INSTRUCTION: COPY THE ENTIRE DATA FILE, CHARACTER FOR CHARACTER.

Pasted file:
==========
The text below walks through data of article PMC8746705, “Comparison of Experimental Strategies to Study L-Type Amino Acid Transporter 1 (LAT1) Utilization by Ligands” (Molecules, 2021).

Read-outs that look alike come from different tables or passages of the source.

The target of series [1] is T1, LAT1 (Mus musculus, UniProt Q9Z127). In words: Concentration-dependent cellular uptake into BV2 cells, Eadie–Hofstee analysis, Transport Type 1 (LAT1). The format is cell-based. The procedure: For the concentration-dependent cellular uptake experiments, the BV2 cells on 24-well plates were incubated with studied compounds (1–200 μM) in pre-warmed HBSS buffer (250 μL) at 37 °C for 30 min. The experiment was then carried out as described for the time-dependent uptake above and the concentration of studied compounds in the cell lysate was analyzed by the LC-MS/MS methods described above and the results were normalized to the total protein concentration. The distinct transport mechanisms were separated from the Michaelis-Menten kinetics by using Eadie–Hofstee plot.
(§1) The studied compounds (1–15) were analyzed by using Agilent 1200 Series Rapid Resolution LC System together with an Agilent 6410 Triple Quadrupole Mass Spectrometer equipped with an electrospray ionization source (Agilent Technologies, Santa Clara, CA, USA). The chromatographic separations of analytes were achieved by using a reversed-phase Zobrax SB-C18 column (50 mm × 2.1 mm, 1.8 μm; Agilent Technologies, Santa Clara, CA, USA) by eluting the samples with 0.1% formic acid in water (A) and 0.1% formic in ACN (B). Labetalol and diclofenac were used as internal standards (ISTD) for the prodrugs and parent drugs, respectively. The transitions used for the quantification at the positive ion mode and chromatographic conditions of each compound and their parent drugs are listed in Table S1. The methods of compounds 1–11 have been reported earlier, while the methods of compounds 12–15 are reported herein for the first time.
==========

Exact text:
The text below walks through data of article PMC8746705, “Comparison of Experimental Strategies to Study L-Type Amino Acid Transporter 1 (LAT1) Utilization by Ligands” (Molecules, 2021).

Read-outs that look alike come from different tables or passages of the source.

The target of series [1] is T1, LAT1 (Mus musculus, UniProt Q9Z127). In words: Concentration-dependent cellular uptake into BV2 cells, Eadie–Hofstee analysis, Transport Type 1 (LAT1). The format is cell-based. The procedure: For the concentration-dependent cellular uptake experiments, the BV2 cells on 24-well plates were incubated with studied compounds (1–200 μM) in pre-warmed HBSS buffer (250 μL) at 37 °C for 30 min. The experiment was then carried out as described for the time-dependent uptake above and the concentration of studied compounds in the cell lysate was analyzed by the LC-MS/MS methods described above and the results were normalized to the total protein concentration. The distinct transport mechanisms were separated from the Michaelis-Menten kinetics by using Eadie–Hofstee plot.
(§1) The studied compounds (1–15) were analyzed by using Agilent 1200 Series Rapid Resolution LC System together with an Agilent 6410 Triple Quadrupole Mass Spectrometer equipped with an electrospray ionization source (Agilent Technologies, Santa Clara, CA, USA). The chromatographic separations of analytes were achieved by using a reversed-phase Zobrax SB-C18 column (50 mm × 2.1 mm, 1.8 μm; Agilent Technologies, Santa Clara, CA, USA) by eluting the samples with 0.1% formic acid in water (A) and 0.1% formic in ACN (B). Labetalol and diclofenac were used as internal standards (ISTD) for the prodrugs and parent drugs, respectively. The transitions used for the quantification at the positive ion mode and chromatographic conditions of each compound and their parent drugs are listed in Table S1. The methods of compounds 1–11 have been reported earlier, while the methods of compounds 12–15 are reported herein for the first time.